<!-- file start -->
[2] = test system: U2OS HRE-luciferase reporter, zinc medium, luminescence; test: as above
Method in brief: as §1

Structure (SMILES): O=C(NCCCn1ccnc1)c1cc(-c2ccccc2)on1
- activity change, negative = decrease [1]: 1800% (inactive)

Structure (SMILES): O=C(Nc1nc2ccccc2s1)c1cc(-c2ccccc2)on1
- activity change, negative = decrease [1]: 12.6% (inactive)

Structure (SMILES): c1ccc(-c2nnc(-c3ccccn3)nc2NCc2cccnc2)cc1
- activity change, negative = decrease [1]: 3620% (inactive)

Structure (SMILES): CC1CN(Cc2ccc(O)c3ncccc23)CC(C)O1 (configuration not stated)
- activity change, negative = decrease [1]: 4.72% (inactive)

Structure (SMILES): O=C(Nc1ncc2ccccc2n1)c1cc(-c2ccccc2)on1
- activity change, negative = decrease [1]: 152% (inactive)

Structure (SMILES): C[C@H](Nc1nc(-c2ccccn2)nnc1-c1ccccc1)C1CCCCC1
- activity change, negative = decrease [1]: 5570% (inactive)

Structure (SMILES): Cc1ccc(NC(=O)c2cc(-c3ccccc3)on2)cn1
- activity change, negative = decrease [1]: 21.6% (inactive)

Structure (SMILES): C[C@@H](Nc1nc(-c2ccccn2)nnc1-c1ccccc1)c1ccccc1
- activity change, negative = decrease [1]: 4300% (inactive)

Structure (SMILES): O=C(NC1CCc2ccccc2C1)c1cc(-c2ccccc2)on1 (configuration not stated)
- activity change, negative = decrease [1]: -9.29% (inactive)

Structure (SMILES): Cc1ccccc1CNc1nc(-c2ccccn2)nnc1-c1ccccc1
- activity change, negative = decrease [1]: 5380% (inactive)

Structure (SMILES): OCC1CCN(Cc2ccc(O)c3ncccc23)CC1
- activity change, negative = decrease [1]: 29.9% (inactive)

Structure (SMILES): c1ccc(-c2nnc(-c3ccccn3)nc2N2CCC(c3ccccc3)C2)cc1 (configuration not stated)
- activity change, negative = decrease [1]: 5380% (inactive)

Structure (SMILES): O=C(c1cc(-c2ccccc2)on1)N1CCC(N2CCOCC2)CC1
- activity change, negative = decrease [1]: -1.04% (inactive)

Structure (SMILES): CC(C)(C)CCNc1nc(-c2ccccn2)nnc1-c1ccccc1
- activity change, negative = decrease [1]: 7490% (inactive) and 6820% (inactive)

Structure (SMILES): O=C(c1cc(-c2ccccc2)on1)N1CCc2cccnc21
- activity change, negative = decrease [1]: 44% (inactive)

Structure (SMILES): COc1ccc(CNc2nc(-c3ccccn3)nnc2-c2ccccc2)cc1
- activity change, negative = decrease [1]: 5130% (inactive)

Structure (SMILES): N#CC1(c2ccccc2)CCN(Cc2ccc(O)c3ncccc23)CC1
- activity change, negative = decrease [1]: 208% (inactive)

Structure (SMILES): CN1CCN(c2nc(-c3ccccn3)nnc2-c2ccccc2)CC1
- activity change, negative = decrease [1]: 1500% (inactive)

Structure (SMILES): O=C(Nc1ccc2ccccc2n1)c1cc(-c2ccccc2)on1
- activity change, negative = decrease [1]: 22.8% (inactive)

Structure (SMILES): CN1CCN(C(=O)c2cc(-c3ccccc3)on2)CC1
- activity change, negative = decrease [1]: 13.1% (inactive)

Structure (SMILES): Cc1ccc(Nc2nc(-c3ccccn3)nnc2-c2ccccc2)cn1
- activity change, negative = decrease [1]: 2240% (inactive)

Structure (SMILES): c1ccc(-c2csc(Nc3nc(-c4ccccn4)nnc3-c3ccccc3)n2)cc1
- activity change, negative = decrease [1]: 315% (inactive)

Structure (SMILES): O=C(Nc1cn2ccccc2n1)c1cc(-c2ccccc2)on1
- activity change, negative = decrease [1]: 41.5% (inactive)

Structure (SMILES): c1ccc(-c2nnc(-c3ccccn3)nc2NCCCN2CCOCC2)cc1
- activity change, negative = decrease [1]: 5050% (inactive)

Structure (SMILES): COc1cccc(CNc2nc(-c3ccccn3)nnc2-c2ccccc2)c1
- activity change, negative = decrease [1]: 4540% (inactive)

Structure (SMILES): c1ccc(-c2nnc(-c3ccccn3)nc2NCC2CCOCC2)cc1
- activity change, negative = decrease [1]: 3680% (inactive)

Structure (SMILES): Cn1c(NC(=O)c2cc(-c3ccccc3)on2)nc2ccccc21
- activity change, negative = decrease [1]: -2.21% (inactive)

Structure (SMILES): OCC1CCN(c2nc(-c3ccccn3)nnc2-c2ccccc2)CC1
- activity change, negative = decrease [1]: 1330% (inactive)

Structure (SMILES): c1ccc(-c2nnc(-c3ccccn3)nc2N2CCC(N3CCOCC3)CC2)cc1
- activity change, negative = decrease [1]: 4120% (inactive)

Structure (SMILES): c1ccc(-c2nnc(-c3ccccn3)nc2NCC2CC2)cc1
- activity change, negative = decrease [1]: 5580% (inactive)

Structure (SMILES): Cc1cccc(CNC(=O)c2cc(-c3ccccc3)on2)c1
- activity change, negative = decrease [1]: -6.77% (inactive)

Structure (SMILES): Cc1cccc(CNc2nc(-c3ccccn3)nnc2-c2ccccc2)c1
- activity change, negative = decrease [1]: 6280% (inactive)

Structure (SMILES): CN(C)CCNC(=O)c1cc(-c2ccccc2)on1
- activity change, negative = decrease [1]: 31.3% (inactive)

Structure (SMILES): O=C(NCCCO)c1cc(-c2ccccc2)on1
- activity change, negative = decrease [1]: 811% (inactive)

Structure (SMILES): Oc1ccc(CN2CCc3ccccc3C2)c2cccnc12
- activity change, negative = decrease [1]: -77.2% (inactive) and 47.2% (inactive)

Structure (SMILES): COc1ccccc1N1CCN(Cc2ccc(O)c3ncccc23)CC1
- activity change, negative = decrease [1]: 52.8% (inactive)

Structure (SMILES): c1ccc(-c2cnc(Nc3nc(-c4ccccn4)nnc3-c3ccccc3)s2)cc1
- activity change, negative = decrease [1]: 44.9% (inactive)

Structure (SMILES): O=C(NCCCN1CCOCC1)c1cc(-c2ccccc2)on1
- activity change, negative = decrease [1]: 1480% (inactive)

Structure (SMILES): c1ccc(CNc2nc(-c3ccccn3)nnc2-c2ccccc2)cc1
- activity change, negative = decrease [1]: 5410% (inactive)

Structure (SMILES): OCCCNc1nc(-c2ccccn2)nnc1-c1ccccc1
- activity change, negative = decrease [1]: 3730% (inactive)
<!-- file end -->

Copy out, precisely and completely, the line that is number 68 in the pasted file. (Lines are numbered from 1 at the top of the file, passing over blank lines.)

- activity change, negative = decrease [1]: 31.3% (inactive)